It has mushroomed. The growth began just as I was retiring with Harold Hoskins, who became chairman of the board of trustees. He had been a Middle Eastern advisor to Standard Oil of New Jersey and that put him in a strategic position to approach the oil companies for donations. Then the Ford Foundation and others began to take an interest. Then in the early fifties, it was as though the foundations got together and appealed to the American Government for help. "This institution is getting too expensive for us. You’ve got to take it on." And so the American Government’s been supporting the university for some time now, with large annual subsidies, a number of really beautiful buildings, for biology, physics and chemistry, and, most spectacular, an 18-million-dollar medical center. The American Government also sends about 650 scholarship students, with all their fees paid, from places like Pakistan, Nepal and other countries, you see.
Why is the American Government taking such an interest in the university?
I think they have several reasons. One very definite thing is they want to have a first-class medical center for the Americans in the government service in this part of the world.
The other thing is trying to maintain American good will and prestige. They’ve found that the university does more than anything else to keep up good will for the people of the country towards America. It’s a counter-irritant to some of the things the Arabs don’t like. The Arabs don’t like U.S. Government policy, but they really do like Americans.
Has Beirut turned out to be an advantageous location for the university?
Actually, the university is fortunate to be located in Lebanon. Lebanon is a unique country and the Lebanese are very broad-minded and independent. They are not fanatics or chauvinists. They also recognize that the university brings in an enormous amount of money, with nearly four thousand students every year and a great deal of trade.
How would you have felt about accepting such large subsidies from the American Government?
If you ask me what I would have done had I been president during this period, I think I could only say that I’m very glad that my time of service had come to an end before the question came up.
Would you tell us about your work with the Palestinian refugees?
I was out in Chicago when I received a page-and-a-half telegram from Trygve Lie asking me to go to Palestine and take charge of the Palestinian relief program. I went overseas the following Monday morning to begin organizing the program with the Quakers, the International Red Cross and the League of Red Cross Societies. The League would later become UNRWA, United Nations Relief and Works Agency, part of the new United Nations.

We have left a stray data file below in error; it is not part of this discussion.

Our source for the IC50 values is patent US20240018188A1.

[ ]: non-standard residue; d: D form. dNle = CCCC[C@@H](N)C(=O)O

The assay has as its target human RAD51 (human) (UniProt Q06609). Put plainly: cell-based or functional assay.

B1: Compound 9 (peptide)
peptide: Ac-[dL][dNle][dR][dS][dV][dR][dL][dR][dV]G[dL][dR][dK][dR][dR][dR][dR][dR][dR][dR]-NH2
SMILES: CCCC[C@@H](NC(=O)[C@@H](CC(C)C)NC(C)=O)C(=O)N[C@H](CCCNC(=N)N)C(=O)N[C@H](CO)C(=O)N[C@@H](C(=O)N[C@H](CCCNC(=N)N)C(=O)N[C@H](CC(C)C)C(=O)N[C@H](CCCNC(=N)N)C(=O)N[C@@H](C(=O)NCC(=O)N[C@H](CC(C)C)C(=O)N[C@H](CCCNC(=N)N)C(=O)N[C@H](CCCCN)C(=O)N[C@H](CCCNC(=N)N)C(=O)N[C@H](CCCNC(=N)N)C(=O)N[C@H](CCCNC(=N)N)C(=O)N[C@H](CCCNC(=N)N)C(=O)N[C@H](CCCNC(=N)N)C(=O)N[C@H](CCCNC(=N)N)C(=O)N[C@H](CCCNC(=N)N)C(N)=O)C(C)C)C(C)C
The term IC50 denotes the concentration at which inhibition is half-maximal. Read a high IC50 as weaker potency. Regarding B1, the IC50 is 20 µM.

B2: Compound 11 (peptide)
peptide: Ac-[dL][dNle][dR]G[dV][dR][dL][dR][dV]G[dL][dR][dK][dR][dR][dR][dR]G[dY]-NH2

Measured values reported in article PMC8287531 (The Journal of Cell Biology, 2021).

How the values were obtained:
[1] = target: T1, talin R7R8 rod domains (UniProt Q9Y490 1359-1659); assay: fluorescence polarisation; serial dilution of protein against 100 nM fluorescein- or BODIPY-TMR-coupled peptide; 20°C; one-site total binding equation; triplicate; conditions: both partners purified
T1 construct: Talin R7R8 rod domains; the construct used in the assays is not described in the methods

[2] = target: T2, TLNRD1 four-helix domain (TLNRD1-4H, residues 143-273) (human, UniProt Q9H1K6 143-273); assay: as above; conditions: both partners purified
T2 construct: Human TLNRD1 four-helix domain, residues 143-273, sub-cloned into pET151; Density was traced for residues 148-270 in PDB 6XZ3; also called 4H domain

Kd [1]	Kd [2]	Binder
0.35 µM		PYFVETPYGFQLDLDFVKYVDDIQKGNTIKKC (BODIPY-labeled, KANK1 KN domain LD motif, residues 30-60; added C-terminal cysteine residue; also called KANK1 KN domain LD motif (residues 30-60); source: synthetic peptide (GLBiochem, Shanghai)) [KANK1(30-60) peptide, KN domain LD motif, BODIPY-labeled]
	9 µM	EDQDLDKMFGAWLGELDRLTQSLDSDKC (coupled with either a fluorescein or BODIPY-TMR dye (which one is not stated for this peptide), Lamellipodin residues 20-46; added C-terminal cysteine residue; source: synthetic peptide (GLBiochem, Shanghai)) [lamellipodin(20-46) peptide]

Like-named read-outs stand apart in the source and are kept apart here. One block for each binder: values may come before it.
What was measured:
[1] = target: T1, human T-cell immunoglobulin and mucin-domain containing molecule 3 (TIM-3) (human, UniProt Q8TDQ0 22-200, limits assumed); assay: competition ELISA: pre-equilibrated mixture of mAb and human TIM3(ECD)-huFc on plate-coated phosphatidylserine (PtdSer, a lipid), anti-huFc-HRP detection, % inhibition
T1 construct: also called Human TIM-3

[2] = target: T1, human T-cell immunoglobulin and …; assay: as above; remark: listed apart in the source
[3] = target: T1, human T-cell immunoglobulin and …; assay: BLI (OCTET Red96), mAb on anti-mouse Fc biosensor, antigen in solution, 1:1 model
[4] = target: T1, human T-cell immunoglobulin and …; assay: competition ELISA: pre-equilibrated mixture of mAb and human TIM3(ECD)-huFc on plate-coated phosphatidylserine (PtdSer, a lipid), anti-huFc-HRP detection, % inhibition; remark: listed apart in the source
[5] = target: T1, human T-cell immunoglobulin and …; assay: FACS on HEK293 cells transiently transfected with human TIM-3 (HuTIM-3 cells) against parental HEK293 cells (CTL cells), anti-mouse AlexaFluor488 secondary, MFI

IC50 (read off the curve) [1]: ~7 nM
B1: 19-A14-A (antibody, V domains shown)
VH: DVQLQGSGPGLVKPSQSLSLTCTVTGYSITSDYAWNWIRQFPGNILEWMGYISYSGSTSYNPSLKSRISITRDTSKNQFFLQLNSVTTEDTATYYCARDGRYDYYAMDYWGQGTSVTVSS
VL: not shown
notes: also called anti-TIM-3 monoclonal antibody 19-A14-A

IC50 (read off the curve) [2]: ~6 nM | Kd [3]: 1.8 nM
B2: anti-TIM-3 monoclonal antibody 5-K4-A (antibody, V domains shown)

After I had gotten as far as Paris I found out that Washington didn’t want anyone who was as friendly with the Arabs as I was—Mr. Truman, you know, had an entourage that was not very pro-Arab—so they got Mr. Stanton Griffis, ambassador to Egypt and the Paramount movie man, to be head of the program. But I helped until Ambassador Griffis was free to begin.
So we all got working, trying to get the program going and that was when I first saw them. In those days there were about 580,000 who had actually left their homes. Then there were at least half that many again who were impoverished by the troubles in Palestine. We provided food for them and looked after them as best we could. But it’s always been very, very bad, you see, because there were these poor people living in tents or small cement houses, with no work, no self-respect, nothing to do. The population is growing all the time—the trouble is they have had nothing to do but produce children. The number of refugees is increasing at the rate of 2½ percent a year—some say 3 percent a year—and at the present time there are perhaps a million and a quarter refugees.
What about other Arab countries? Can’t they absorb the refugees?
People don’t know very much about the Arab countries. You see, Egypt is terribly overpopulated. She can’t take very many refugees, in fact, she can’t take any. And little Lebanon already has over 100,000 Arab refugees down there around Tyre and Sidon. They really don’t have room for any more. Jordan, of course, has most of the refugees, but Jordan can barely support her own population. So the only country where some of them might do something is up in Syria. But Syria has its own problems. When the French left, they didn’t leave a good civil service and poor Syria has been going through one coup d’etat after another. So, although Syria could perhaps be a fertile, rich country, they haven’t been able to develop the country so as to be able to take in refugees.
If land is not available for these refugees, is there an adequate rehabilitation program which will enable them to take up a trade?